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Research in the Georgiades Lab 


Our research centers on understanding the molecular and cellular basis of mammalian development (embryonic and extraembryonic) using molecular, cellular and embryological techniques on mouse embryos and stem cells. Our discoveries have been published in international scientific journals such as “Proceedings of the National Academy of Sciences of the United States of America (PNAS)”, “Development”, "Biochemical and Biophysical Research Communications", “Placenta” and “Nature Communications”.




Our research is expected to contribute to:

(a) The understanding of the extraembryonic causes of common pregnancy complications such as unexplained miscarriage, intrauterine growth retardation and preeclampsia.

(b) Advancement of Regenerative Medicine. This involves the understanding of how organs form (using placenta formation as a model) and how the embryonic germ layers form (an important prerequisite for organogenesis within the embryo).



We are currently focused on 3 poorly understood, but medically important, research areas:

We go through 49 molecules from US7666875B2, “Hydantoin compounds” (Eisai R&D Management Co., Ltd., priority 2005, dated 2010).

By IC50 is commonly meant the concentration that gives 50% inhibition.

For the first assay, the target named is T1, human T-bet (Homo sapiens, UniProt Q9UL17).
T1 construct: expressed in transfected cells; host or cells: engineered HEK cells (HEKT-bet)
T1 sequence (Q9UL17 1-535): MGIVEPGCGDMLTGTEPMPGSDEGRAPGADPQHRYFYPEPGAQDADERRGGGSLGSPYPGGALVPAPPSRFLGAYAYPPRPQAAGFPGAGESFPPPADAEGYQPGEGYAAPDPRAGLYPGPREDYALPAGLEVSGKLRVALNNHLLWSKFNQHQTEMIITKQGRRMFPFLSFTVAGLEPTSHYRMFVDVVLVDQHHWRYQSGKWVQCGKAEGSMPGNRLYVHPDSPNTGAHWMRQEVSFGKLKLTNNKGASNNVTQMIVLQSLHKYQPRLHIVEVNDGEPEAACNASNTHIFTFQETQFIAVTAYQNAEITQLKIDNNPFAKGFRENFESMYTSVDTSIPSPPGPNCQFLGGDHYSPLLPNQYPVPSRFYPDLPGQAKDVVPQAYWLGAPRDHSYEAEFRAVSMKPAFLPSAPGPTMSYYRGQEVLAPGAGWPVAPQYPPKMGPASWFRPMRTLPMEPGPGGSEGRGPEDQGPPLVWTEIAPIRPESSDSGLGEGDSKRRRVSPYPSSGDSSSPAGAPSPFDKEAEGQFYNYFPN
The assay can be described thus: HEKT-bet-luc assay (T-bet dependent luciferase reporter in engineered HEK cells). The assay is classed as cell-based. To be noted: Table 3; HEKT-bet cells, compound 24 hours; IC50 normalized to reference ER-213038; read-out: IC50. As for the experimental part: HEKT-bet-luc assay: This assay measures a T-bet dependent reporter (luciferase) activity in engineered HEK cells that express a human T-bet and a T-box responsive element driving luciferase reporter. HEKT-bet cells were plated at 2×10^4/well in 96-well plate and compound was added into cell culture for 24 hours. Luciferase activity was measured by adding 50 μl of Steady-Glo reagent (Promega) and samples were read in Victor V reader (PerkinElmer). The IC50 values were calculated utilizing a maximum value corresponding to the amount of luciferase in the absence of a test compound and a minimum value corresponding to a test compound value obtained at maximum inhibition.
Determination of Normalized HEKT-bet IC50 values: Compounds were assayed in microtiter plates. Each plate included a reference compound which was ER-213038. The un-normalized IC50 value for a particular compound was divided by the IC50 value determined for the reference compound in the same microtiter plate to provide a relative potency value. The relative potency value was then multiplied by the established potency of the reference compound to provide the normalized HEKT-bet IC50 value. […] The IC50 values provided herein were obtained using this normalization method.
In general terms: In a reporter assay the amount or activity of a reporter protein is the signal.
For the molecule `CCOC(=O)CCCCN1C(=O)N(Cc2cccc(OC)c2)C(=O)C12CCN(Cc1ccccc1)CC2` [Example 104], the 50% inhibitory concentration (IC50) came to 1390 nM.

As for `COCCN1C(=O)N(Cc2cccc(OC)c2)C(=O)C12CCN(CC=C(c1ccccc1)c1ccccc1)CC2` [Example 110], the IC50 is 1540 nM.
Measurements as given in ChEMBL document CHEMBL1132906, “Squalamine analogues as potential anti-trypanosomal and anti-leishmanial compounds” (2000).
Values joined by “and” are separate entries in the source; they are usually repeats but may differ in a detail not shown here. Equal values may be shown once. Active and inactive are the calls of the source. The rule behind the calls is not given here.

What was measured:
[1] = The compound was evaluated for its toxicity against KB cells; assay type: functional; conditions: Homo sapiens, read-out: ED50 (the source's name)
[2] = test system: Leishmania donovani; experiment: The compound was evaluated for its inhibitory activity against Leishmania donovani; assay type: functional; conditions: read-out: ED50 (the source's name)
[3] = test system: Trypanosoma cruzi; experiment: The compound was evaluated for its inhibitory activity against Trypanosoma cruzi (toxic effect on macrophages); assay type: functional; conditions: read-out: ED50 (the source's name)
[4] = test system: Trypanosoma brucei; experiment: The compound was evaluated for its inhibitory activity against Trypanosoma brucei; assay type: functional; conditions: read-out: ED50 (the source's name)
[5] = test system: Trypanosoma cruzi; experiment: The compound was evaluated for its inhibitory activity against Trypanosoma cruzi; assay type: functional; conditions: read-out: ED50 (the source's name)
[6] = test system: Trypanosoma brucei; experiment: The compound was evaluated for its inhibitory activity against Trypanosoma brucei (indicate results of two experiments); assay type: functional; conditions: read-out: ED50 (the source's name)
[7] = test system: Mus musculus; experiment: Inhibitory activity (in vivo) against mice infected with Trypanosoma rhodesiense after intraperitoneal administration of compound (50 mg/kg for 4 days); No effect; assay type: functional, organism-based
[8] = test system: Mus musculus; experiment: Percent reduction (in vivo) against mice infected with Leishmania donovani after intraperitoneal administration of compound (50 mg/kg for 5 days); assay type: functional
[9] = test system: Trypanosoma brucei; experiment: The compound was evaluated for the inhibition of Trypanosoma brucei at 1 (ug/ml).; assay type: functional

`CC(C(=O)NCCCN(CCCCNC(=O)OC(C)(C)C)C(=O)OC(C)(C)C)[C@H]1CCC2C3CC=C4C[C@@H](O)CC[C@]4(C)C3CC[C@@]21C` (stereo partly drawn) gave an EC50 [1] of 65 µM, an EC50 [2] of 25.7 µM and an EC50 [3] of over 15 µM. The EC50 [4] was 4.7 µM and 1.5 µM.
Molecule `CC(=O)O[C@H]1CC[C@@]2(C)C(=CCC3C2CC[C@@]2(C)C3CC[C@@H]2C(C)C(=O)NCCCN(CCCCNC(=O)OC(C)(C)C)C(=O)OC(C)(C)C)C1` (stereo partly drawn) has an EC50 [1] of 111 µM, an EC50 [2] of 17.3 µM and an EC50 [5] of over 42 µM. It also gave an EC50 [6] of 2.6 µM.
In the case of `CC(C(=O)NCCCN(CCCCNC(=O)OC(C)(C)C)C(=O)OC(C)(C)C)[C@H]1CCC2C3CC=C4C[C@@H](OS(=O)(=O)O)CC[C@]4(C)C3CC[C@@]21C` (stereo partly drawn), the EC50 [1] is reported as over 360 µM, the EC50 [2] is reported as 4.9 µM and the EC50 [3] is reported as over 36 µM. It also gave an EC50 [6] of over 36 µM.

(1) Early development of the epiblast (progenitor of the fetus) in vivo and in vitro:  



The emphasis here is on investigating the formation and early differentiation of the three embryonic germ layers (the progenitors of all organs of the newborn) from the epiblast (the undifferentiated progenitor of the newborn). These germ layers are the ectoderm (progenitor of brain/spinal cord and epidermis), mesoderm and endoderm. The experiments here include molecular and cellular investigations of cultured whole embryos (with or without microsurgical tissue ablation), cultured microsurgically isolated epiblast explants, cultured embryo-derived stem cells and in vivo developed embryos (with or without specific gene manipulations).



(2) Organogenesis of the placenta (the major extraembryonic organ) in vivo and in vitro:



We view placenta formation as a model of organogenesis. We focus on early aspects of its formation (patterning within the early trophoblast compartment) and late events during its maturation (e.g. trophoblast invasion and its interactions with maternal tissues). We are investigating this in vivo (using gene knockout embryos and culture of whole embryos or trophoblast explants) and in vitro using trophoblast stem cells (with or without genetic manipulation of these stem cells).


(3) Influences of extraembryonic tissues on embryo development:


Our main aim here is to investigate the ill-defined influences of extraembryonic tissues (mainly the early trophoblast and visceral endoderm) on the patterning of the epiblast before and during gastrulation. To this end, we are employing several experimental approaches including the use of gene knockout embryos and the culture of trophoblast-ablated embryos (using microsurgery).



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